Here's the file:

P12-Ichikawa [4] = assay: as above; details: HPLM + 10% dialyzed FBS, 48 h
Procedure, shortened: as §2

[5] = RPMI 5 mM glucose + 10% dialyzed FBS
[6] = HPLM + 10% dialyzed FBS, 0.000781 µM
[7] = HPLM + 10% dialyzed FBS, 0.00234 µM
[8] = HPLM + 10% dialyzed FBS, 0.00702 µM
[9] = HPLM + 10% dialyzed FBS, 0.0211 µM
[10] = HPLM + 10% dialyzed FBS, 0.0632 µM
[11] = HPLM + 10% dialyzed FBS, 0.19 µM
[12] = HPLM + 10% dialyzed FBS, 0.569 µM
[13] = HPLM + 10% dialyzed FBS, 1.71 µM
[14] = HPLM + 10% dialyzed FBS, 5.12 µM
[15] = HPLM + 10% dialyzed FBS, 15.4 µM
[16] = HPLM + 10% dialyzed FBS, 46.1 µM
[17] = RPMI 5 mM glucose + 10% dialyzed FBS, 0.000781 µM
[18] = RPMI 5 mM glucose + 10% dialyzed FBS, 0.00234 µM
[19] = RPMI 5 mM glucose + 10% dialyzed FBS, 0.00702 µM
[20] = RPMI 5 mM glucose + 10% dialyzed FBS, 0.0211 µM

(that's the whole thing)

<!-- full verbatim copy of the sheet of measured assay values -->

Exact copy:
P12-Ichikawa [4] = assay: as above; details: HPLM + 10% dialyzed FBS, 48 h
Procedure, shortened: as §2

[5] = RPMI 5 mM glucose + 10% dialyzed FBS
[6] = HPLM + 10% dialyzed FBS, 0.000781 µM
[7] = HPLM + 10% dialyzed FBS, 0.00234 µM
[8] = HPLM + 10% dialyzed FBS, 0.00702 µM
[9] = HPLM + 10% dialyzed FBS, 0.0211 µM
[10] = HPLM + 10% dialyzed FBS, 0.0632 µM
[11] = HPLM + 10% dialyzed FBS, 0.19 µM
[12] = HPLM + 10% dialyzed FBS, 0.569 µM
[13] = HPLM + 10% dialyzed FBS, 1.71 µM
[14] = HPLM + 10% dialyzed FBS, 5.12 µM
[15] = HPLM + 10% dialyzed FBS, 15.4 µM
[16] = HPLM + 10% dialyzed FBS, 46.1 µM
[17] = RPMI 5 mM glucose + 10% dialyzed FBS, 0.000781 µM
[18] = RPMI 5 mM glucose + 10% dialyzed FBS, 0.00234 µM
[19] = RPMI 5 mM glucose + 10% dialyzed FBS, 0.00702 µM
[20] = RPMI 5 mM glucose + 10% dialyzed FBS, 0.0211 µM